It was like no one was paying attention as the reality of a half-full hall was becoming obvious, he said. “The fact that they still believed going into the day of that they were going to get an overflow—with that much spam.”
It was as if Pascale was making a bet that at least 100,000, or 50,000, or even 40,000 people would show up, he said. “How could 40,000 people not show up? Well, now we know.”
Trump campaign, RNC wasted last three years not registering new voters
What Alexander did not say is that given the ease with which the leftists could punk the rally ticket process and the Trump campaign’s reliance on data from rally ticket requests, it could mean that the campaign’s whole data universe is worthless for turning out the Trump voters.
This list will make you want to cry or fight (both?)
The State of the GOP at the end of June is very bad
Morale is low; speculation is wild; tension is rising
Why won't GOP leadership back Trump up?
Why won't all of you hold GOP leaders accountable? https://t.co/1VuuOKy9OQ
— Ali Alexander 🟧 (@ali) June 26, 2020
Alexander did say that low turnout from Democrats, especially from union households and black communities, in 2016 was the major reason why Hillary Clinton lost.
The union voters who stayed home cost Hillary Michigan and Wisconsin, at least, he said.
“We also know that black turnout was low,” he said. “Hillary did not reach the Obama 2012 levels, so there’s Jacksonville, there’s Raleigh, there’s Charlotte, there’s Richmond, there’s Pittsburgh, there’s Philly, there’s Detroit, there’s Milwaukee and it becomes clear that if we don’t have a strategy to separate Joe Biden from Democrats, who hated Hillary, but are indifferent to Biden, we will lose.”
Alexander said turnout challenges can be overcome by registering new voters, but the RNC and the Trump campaign did not make registering new voters a priority in the last three years.
“There aren’t enough new voters,” he said.
“I have a memo up on my website, Brad Pascale was given in 2019 that said: ‘Hey, there’s a bunch of non-college educated white people, who aren’t registered to vote, if we register these people, we never have to dilute our message, we can just go after our base,’” he said.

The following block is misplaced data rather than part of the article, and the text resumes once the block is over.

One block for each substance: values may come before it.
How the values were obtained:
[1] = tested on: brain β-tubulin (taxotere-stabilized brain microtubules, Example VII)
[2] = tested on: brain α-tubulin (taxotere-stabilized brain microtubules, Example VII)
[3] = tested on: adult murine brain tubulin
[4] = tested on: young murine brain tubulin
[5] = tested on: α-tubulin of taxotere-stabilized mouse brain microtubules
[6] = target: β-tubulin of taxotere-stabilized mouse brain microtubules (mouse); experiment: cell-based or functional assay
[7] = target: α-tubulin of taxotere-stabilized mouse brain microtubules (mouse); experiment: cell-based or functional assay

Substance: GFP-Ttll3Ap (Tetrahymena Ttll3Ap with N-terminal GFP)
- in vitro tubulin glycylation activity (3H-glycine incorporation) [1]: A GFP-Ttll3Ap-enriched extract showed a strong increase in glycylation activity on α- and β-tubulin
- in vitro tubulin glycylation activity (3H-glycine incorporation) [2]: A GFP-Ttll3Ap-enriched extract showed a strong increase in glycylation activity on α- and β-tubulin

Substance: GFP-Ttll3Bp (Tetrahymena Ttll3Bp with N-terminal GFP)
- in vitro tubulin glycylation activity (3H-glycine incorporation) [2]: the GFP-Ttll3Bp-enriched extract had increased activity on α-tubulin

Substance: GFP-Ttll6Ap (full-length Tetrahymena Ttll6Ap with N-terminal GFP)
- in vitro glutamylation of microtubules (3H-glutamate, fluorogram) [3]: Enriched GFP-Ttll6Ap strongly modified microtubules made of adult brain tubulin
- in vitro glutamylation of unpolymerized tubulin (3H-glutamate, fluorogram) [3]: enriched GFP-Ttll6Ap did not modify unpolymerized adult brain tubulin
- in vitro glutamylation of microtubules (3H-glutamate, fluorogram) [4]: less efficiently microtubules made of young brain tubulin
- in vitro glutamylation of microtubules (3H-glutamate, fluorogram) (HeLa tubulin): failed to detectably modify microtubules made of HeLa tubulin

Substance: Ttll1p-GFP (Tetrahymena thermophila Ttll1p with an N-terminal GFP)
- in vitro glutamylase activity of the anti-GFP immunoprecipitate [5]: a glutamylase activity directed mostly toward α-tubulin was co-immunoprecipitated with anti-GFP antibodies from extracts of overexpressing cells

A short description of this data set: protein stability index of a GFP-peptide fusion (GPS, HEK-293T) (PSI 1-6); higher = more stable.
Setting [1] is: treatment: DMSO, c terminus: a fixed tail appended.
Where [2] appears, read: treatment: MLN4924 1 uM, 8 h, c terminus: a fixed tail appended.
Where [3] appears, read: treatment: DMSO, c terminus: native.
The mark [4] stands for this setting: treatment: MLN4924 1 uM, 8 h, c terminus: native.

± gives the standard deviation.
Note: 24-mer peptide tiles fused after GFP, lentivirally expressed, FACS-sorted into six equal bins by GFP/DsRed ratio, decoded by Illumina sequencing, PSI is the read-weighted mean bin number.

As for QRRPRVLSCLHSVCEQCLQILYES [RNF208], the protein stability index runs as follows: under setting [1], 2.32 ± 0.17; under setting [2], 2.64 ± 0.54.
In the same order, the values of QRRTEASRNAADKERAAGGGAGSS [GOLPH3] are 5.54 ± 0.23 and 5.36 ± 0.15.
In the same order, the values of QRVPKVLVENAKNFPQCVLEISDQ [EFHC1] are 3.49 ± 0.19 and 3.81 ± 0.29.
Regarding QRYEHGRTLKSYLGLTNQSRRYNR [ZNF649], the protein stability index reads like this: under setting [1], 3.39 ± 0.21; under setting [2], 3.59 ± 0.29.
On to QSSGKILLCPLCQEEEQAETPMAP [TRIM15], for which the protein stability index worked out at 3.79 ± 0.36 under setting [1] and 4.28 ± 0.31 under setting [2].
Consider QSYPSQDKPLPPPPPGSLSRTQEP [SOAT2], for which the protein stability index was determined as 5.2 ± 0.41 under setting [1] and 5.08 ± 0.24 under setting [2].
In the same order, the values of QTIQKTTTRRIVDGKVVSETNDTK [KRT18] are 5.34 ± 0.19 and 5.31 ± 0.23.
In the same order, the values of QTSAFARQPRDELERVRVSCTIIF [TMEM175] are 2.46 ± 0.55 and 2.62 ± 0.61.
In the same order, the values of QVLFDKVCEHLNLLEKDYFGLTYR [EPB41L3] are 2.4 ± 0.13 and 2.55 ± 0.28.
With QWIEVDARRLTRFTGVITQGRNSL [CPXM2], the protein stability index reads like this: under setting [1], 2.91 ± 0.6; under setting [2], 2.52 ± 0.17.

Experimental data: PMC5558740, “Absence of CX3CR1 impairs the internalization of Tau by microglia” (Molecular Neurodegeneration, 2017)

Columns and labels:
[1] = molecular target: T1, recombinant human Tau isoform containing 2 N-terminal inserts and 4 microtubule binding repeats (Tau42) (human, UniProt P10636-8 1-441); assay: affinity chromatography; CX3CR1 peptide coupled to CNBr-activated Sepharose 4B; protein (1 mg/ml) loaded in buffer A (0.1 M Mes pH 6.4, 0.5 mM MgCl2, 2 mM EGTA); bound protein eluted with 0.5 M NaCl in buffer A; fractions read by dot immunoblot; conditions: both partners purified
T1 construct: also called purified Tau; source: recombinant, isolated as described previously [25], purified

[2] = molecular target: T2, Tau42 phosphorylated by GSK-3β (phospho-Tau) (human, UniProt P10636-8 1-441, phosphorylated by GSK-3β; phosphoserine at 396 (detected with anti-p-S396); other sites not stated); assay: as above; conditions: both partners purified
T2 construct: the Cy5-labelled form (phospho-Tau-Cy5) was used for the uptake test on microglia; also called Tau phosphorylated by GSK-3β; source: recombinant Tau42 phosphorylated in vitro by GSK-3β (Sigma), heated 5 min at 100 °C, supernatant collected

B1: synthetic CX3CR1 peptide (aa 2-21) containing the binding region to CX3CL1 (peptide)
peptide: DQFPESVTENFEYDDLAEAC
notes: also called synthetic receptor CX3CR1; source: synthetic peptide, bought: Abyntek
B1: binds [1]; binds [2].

“Without new voters, we’ve got to hope to divide the Democrats,” he said.
“I think it’s possible, but you don’t see any, any coherent message from the campaign,” he said.
Alexander said he is speaking out, because many professional political operatives know exactly what happened, but no one wants to be the first one shot.
If Trump loses 2021 will get ugly
The hope is that the president will fix what needs to be fixed and get reelected, because what comes next is going to a tsunami of discontent, he said.
“We’re about to see something that is going to dwarf the Tea Party in 2021, if Trump loses,” he said.
“It will not only be political and I am trying to do my best to steer it into productive energy, patriotic energy, but people are underestimating the historic nature of how many people are awake—and they are more awake than ever before.”
– – –
Neil W. McCabe is a Washington-based national political reporter for The Tennessee Star and The Star News Network. In addition to The Star newspaper, he has covered the White House, Capitol Hill and national politics for One America News, Breitbart, Human Events and Townhall. Before coming to Washington, he was a staff reporter for Boston’s Catholic paper, The Pilot, and the editor of two Boston-area community papers, The Somerville News and The Alewife. McCabe is a public affairs NCO in the Army Reserve and he deployed for 15 months to Iraq as a combat historian.
Photo “Ali Alexander” by Ali Alexander.